Instrumental music as worship to God is against the very heart principles of New Testament worship. For the most part, many have made Christ’s words about worship in the assembly into a minor matter. Many have diminished acts of worship. Many Christians would avoid following the letter to ignore the heart of Christian worship. Thereby, they overlook the specifics of the Lord’s Supper. Why do so many over look these things? Are they seeking cultural relevance as a missional approach? May God forbid. Yes, many professing believers neglect the detailed instructions of God for praying and singing. Teaching in assembly rarely consists of simply speaking the oracles of God. Very few professing believers desire to write the laws of God for the assembly on their hearts.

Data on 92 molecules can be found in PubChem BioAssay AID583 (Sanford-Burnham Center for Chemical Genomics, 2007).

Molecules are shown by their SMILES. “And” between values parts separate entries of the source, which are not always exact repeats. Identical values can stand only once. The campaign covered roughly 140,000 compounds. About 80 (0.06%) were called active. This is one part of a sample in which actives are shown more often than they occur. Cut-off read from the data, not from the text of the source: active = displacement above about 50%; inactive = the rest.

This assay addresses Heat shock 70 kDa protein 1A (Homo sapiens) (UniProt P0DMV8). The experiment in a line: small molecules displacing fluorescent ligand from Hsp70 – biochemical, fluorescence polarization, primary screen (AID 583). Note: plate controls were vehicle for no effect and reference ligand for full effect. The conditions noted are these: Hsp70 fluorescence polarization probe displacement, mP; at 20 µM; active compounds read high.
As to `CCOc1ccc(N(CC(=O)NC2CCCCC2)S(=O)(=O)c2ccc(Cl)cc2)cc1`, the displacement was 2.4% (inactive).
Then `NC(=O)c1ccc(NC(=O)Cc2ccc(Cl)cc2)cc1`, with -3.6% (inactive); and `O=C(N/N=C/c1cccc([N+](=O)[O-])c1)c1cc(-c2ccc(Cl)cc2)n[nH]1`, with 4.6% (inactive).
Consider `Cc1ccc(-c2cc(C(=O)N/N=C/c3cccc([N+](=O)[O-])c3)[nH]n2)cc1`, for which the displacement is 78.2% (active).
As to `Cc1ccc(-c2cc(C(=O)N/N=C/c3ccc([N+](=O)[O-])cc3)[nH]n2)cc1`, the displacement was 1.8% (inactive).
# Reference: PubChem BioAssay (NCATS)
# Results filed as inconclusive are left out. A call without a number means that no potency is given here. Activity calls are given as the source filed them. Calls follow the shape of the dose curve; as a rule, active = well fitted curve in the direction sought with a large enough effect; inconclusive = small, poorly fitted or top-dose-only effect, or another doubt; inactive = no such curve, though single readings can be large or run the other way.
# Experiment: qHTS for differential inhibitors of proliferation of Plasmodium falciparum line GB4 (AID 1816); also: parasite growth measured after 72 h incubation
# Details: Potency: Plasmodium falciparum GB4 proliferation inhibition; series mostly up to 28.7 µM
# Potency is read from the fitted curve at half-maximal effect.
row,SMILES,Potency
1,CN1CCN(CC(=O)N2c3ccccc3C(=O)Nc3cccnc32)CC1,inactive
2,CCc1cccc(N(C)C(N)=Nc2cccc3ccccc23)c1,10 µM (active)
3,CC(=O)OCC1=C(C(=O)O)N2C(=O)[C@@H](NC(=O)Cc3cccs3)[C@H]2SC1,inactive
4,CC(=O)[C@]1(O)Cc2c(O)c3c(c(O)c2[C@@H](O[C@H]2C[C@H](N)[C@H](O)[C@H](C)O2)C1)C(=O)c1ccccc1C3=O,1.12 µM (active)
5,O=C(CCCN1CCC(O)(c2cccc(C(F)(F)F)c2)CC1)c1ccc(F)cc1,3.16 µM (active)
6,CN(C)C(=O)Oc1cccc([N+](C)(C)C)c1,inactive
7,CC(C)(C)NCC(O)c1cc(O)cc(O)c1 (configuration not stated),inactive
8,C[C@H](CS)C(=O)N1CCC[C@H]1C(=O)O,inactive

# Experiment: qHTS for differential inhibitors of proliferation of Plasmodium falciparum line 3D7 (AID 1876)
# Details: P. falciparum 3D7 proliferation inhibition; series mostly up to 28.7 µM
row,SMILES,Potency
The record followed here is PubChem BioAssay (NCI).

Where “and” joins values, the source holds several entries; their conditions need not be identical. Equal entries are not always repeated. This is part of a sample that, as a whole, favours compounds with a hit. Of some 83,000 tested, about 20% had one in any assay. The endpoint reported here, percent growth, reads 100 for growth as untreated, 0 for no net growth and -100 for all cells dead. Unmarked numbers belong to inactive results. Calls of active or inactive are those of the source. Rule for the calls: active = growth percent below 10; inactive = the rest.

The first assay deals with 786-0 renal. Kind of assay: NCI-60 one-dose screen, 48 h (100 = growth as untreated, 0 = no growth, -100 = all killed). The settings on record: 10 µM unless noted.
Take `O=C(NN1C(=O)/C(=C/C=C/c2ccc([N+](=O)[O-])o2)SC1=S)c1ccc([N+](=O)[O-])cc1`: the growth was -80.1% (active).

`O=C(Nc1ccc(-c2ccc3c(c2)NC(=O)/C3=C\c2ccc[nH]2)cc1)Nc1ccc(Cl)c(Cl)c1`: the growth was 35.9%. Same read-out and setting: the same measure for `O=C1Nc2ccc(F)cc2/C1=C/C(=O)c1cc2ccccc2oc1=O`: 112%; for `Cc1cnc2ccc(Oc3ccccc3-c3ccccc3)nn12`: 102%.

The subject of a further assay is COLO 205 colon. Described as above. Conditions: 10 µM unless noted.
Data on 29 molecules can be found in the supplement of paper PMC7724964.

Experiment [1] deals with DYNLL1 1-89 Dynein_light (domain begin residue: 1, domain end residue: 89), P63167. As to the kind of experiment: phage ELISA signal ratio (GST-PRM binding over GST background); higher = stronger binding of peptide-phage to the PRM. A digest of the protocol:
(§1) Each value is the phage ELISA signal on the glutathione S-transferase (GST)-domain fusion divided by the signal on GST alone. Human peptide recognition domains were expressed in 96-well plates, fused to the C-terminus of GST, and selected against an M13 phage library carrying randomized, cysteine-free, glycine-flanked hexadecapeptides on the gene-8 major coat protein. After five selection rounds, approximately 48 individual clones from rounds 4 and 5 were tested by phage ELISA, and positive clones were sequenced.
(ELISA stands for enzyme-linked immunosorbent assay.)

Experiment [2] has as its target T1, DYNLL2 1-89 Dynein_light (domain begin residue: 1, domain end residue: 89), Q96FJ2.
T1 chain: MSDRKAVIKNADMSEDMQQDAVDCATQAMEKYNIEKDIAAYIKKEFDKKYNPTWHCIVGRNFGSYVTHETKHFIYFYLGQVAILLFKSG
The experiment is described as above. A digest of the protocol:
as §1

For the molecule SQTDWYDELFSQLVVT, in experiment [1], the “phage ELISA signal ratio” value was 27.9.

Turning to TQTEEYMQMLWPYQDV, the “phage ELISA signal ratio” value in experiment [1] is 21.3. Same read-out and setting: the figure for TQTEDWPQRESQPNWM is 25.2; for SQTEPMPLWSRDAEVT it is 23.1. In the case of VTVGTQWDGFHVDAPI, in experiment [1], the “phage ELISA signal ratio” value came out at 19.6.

As for instrumental music in worship, Christians must ally with Christ’s words that He gave to the His apostles and prophets (John 15:20; 17:8; 1 Cor. 2:13). Christians must defend the instructions for Christian worship in music to be singing only. Christian worship by music is only singing in the New Testament. Rather than now going through a concordance’s list of Scriptures for only singing, someone could simply look at one section of Scripture. In 1 Corinthians 14:40, the apostle Paul commanded Christians to conduct the assembly decently and in order. First Corinthians 14 gives instruction for Christian worship. First Corinthians 14:10-15 reveal that teaching, prayers, and music without understandable words are against the heart of Christian worship in the assembly, because these are non-intelligible, contrary to edification, and lack the understanding that is essential to worship. This is why so many Christians advocate for singing only. The only benefits of instrumental music to Christians is in 1 Corinthians 14:7–8 where instruments like the flute, harp, and trumpet are addressed as “lifeless” and limited in communicating anything and give no verbally understandable edification. Musical machines certainly do not communicate praise anymore than instruments can pray to God or teach the Gospel.